The following are new translations of excerpts from Trois points c’est tout by Fred Zeller (1912-2003). Zeller, who, at the time, was the secretary of the Seine (Paris) Young Socialists and a sympathiser of the Trotskyist movement in the mid-1930s, visited Trotsky in Norway at the end of October 1935. This was at the time when the Socialist Party leaders were expelling the left from the Young Socialists as well as dissolving the Bolshevik Leninist tendency, whose members had joined the SFIO in late 1934.
Following these discussions with Trotsky, Zeller was won over from the centrist wing, led by Marceau Pivert, to the Bolshevik Leninists. He initially played a leading role but later left the movement. The text provides an important insight into Trotsky’s approach and thoughts about a number of issues, including the organisational problems that were faced by the Trotskyists.
It was around October 1935 that David Rousset sent me an invitation to visit comrade Trotsky in Norway.
I had not yet joined the ranks of the Fourth International. During this period, the name of the “Old Man” was being dragged through the mud every day. They reproached him for living like a “pasha” in a “castle”, surrounded by “servants” and a host of secretaries. I did not mind the invitation to come and see the truth. In fact, having had experience of the leaders of the SFIO and the Socialist International, I was extremely pleased by the prospect of finally meeting an authentic great revolutionary leader…
Comrade Van organised my journey to perfection and, at the end of October, I left Paris. I stopped in Cologne and Hamburg in Germany, where Hitler had just taken power. I witnessed, between arriving and catching my next train, parades of the SA, SS and Hitler Youth, pounding the pavement with the heel of their boots and uttering guttural refrains, amidst a population that seemed stunned and, above all, absolutely terrified. I scrutinized these Fascist faces topped with helmets rounded with a chin strap. They breathed neither intelligence nor goodness, and appeared to doubt neither themselves nor their leaders.
I disembarked from the ferry at Trelleborg, in Sweden. After four days and three nights in trains and stations a Norwegian comrade met me at Oslo in order to guide me for the rest of the journey. The next morning, a slow train drove me through the snowy slopes, fir trees trembling with frost and shining fjords, until I arrived at Hoenefoss, a town of several thousand inhabitants. At the station, other Norwegian comrades were waiting for me. A rickety old car took us up the mountain, to Weksal, a small village of wooden chalets scattered in the snow.
The Old Man and Old Woman lived there. The Norwegian Socialist MP, Konrad Knudsen was sub-letting two rooms to them: a bedroom and a study with a couch. The dining room was communal. The Knudsens took their meals there an hour before Trotsky and Nathalia who had a bedroom and a small bathroom with a bathtub on the first floor.
The large bay windows of the cottage offered superb views of the lakes, in the absolute and soothing calm of nature. I arrived there during the last days of October 1935. My visit to the military organiser of the Russian Revolution a few days later, on the 7th November, was to coincide with the eighteenth anniversary of the greatest social upheaval the world had ever known. It is not without emotion that forty years later I recall these times… They will remain unforgettable for as long as I live.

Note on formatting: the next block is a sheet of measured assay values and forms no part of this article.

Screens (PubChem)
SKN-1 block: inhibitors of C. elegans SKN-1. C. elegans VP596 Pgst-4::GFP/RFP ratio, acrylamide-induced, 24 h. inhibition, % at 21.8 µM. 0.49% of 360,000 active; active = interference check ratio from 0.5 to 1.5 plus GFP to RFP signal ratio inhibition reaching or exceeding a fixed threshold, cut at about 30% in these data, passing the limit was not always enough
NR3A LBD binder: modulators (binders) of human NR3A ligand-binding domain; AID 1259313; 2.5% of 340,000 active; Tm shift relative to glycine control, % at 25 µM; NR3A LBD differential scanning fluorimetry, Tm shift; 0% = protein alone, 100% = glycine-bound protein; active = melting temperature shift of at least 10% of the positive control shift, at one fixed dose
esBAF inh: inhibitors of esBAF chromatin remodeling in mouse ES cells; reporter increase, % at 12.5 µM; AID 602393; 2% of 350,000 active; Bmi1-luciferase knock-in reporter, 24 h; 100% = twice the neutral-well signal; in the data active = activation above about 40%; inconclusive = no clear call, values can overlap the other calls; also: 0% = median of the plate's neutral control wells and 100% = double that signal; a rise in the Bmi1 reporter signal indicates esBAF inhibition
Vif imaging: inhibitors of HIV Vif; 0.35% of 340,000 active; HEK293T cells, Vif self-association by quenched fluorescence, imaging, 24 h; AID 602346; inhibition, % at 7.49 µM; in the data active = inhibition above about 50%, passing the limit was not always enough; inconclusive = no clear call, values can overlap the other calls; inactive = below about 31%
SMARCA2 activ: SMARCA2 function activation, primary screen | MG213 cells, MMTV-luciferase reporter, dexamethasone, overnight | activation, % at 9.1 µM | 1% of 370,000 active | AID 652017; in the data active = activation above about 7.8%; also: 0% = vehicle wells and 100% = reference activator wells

Walter Held, who was once Trotsky’s secretary, opened the folding door separating the dining room and the study. I heard him say in German: “Comrade Fred Zeller has arrived.”
The Old Man, who was working, got up and embraced me warmly as Russians do. He was bigger than I had imagined, strong with broad shoulders, very lively, very nimble, smiling, happy, fraternal. He wore a heavy woollen shirt collar closed by a cravat, a sweater, a blue linen jacket and grey trousers.
He made me sit beside him on the couch and inquired of my trip. He immediately wanted news of the French comrades.
“How are they? What's going on? ... And no, do not answer me yet: I want my Nathalia to be there to hear you too.”
He got up and, on the stairs, told Natalia in Russian that I had just arrived.
I watched the Old Man. He seemed very young to me (he was fifty-five then) and very gay. I studied his face, admirable with its broad brow covered with silver grey hair. What struck me the most were his steely grey eyes, dominant and changing, where tenacious will, self-confidence, interrogation, astonishment, deception and hope were reflected immediately. His mouth was extremely mobile, framed by his legendary moustache and goatee, articulated to perfection. I did not notice in him that which is almost always visible in those who have had to battle and suffer other men: that vertical fold of bitterness that marks the corner of the lips from a certain age. Everything about him exuded serenity. He looked to me to be in good standing with his conscience.
Perhaps one might add, as pointed out by Andre Breton, that there remained buried in the depths of his nature, a whiff of childhood preserved him in spite of the hardships.
Nathalia had entered on tiptoe. Little, frail, with a delicate face framed by ash blonde hair, she had a soft and sad look.
“Now”, said the Old Man, “give us some brief news of our friends and their health. You will then take a cup of tea and we will leave you to rest on the couch until lunch. This afternoon, we shall discuss things more seriously.”